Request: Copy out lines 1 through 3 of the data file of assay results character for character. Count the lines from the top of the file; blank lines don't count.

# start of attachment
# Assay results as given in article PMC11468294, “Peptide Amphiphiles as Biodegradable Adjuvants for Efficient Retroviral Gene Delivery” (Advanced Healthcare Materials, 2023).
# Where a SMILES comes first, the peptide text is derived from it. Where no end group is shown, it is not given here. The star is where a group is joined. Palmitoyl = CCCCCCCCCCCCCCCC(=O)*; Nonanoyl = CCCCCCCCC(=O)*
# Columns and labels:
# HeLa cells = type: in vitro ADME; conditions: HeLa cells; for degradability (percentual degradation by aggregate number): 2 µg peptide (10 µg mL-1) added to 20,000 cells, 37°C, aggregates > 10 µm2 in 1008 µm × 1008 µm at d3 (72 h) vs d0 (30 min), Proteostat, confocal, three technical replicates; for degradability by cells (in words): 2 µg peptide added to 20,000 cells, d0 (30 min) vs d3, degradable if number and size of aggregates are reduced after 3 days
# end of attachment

# Assay results as given in article PMC11468294, “Peptide Amphiphiles as Biodegradable Adjuvants for Efficient Retroviral Gene Delivery” (Advanced Healthcare Materials, 2023).
# Where a SMILES comes first, the peptide text is derived from it. Where no end group is shown, it is not given here. The star is where a group is joined. Palmitoyl = CCCCCCCCCCCCCCCC(=O)*; Nonanoyl = CCCCCCCCC(=O)*
# Columns and labels: